On February 9, Kensington resident Kristin Dudley texted her mother Pamela without context:
“Hey mom—could you do something for me? Write the words ‘Mother Butter’ on a piece of paper, one time in cursive, the next just regular—take a pic and send it to me?”
“Ok … ” her mother responded.
Dudley, a self-described “serial entrepreneur,” wanted the logo of her fledgling company Mother Butter to be as organic and unassuming as its model product—a velvety, golden-brown seed butter that combines six ingredients, a little science and lots of maternal inspiration.
A trained fashion designer, Dudley had been thinking more about nutrition and the body during her pregnancy in 2018. She began dreaming about a snack line that would match the varying nutritional needs throughout a person’s fertility and menstruation journeys.
She took her initial idea for menstrual cycle-driven snacks to the Drexel University Food Lab, a food product design and culinary innovation lab developed and led by Jonathan Deutsch, a professor in the Food and Hospitality Management Department.
The lab, which had recently merged with Drexel’s Department of Nutrition Sciences, focuses on sustainability and does a lot of work with startups featuring healthier, more environmentally friendly food products, says Deutsch, who has helped notable products like Soom, a tahini company, and Saint Lucifer Spice Company.
When a client comes in with an idea, the lab handles the consumer research and culinary development side of the project, through qualitative and ethnographic work like focus groups and surveys, Deutsch says. It is a mostly student-run operation.
“It’s a mixture of art and science,” Deutsch says. “People don’t know what they don’t know. If I say to you, ‘What do you want for lunch today?’ … you think in terms of what you can imagine … But if I say, ‘I created this new dish, I think you’ll like it’ … that’s sort of what we do.”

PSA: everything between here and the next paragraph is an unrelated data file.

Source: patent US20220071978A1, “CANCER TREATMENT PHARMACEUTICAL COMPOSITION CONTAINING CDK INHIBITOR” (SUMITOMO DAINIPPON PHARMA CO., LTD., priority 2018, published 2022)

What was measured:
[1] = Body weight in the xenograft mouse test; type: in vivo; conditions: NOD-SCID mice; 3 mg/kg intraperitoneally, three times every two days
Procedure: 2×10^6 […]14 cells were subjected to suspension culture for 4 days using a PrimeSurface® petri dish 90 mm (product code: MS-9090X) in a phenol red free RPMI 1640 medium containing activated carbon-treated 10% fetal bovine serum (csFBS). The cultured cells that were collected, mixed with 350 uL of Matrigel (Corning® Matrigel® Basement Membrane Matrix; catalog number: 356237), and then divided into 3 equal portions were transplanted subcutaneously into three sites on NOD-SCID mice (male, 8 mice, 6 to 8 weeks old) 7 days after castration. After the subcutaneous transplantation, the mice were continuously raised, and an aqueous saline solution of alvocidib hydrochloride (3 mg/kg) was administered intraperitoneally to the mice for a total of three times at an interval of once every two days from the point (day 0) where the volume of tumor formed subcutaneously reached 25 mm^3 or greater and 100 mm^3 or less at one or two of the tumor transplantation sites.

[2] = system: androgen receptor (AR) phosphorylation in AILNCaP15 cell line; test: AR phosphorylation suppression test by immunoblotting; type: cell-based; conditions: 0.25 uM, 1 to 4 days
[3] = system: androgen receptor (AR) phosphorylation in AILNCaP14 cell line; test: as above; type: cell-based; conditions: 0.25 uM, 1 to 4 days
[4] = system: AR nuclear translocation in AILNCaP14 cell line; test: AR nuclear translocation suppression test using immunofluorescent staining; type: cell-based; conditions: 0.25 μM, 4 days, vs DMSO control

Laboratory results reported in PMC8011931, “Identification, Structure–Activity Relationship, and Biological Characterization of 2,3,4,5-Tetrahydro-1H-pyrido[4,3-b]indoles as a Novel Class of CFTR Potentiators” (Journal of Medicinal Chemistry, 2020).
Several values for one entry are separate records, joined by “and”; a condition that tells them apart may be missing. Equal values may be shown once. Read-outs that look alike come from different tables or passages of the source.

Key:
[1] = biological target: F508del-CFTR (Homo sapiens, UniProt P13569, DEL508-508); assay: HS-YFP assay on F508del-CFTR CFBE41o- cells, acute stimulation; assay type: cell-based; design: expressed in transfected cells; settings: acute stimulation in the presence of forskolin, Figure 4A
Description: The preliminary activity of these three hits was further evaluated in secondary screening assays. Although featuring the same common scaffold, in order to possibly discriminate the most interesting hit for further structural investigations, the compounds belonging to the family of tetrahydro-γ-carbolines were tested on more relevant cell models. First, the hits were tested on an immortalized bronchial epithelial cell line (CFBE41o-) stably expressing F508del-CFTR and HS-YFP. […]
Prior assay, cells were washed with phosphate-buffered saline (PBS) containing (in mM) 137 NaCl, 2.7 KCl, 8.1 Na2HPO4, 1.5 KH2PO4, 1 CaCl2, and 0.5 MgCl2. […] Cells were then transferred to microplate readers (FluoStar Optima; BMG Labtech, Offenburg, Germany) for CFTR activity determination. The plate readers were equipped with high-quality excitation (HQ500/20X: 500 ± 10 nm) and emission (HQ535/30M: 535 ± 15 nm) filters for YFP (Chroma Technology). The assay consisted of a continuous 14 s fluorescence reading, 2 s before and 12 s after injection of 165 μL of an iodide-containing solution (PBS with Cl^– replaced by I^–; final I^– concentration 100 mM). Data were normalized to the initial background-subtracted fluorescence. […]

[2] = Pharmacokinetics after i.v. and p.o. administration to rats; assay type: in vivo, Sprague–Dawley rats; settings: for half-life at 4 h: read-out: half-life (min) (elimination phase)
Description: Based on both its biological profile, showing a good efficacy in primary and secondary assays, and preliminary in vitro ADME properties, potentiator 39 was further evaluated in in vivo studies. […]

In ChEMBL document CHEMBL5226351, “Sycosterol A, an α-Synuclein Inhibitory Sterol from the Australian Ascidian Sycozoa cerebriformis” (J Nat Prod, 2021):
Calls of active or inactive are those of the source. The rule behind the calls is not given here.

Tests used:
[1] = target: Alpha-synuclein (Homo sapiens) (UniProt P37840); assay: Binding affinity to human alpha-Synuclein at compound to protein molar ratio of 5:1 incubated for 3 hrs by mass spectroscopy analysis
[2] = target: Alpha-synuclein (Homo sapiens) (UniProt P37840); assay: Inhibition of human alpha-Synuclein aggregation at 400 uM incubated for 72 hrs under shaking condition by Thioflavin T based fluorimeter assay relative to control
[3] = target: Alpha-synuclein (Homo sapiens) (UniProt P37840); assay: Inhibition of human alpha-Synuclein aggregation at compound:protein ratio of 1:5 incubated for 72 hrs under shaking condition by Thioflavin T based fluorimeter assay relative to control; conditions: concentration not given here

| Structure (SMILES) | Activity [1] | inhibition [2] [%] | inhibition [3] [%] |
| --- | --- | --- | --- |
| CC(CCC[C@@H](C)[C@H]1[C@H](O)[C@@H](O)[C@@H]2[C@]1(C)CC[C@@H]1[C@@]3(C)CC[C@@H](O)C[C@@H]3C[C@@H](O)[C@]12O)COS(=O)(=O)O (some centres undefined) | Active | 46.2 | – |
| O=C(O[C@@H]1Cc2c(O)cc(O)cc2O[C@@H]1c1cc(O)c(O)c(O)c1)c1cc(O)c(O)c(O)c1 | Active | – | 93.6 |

Typically, the best projects are open-minded ones, he adds, pitched without boundaries. Dudley’s was one such idea; she wanted to do something related to women’s health and seeds, but was flexible with the outcome. Which was good, because her inceptive idea—a snack line that correlated with the menstrual cycle—was quickly shot down by consumer trials as being too complicated and conceptual, requiring too much explanation.
“You have about five seconds to explain what this product is and why they need it,” Deutsch explains. “The typical consumer doesn’t read the back of the cereal box in the store.” Decisions are instantaneous about whether something goes in the cart or not, he adds, so the less messaging the better.
“So we kept going, and trusted the process,” Dudley says. They learned from the Nutrition Sciences Department that there is not much research done on how diet affects fertility and reproduction, but they did encounter a study about the Mediterranean diet, its emphasis on seeds and their benefits for women’s vitality and fertility.
“That was sort of our key to keep pressing forward,” Dudley says.
There is a lot of mythologizing when it comes to healthy nutrients. Some is rooted in evidence, some is not, Deutsch says. “We wanted to design something that was evidence-based, but also could be a multi-occasion food. Designed for women. Enjoyed by anyone.”
“Part of my journey here is leaning into motherhood.”
—Kristin Dudley, Mother Butter founder
They talked to a lot of women in focus groups about their snacking habits and what they look for. Two themes popped up—the first, a need for satiety, especially in the late afternoon. The second was “guilty pleasure activities,” particularly a proclivity toward peanut butter and late-night Nutella cravings.
“We leveraged those ideas and met in the middle of healthy and indulgent,” says Deutsch. “Good ideas are easy, but to get them to be adopted [into someone’s lifestyle], that’s the art.”
They continued the process, came up with 50 different snack concepts and brought some of them to a focus group. All along they had been using a seed-based butter as a binding agent for the snacks.
At the last minute, toward the end of their 12-week trial period, Dudley decided to pull out the seed butter and have the group taste it on its own. They loved it.
“Am I about to be the seed butter lady?” Dudley remembers asking herself. “And it all fell into place.”
Composed of four seeds—pumpkin, sunflower, flax and sesame—and a little coconut sugar, this seed butter was the wholesome, filling and nutritious snack they had been searching for.
The four seeds involved are associated with “seed cycling,” a method of eating different seeds at different times of the month to regulate estrogen and progesterone, thus easing the symptoms associated with menopause and menstruation. The trick is that the seeds must be ground up.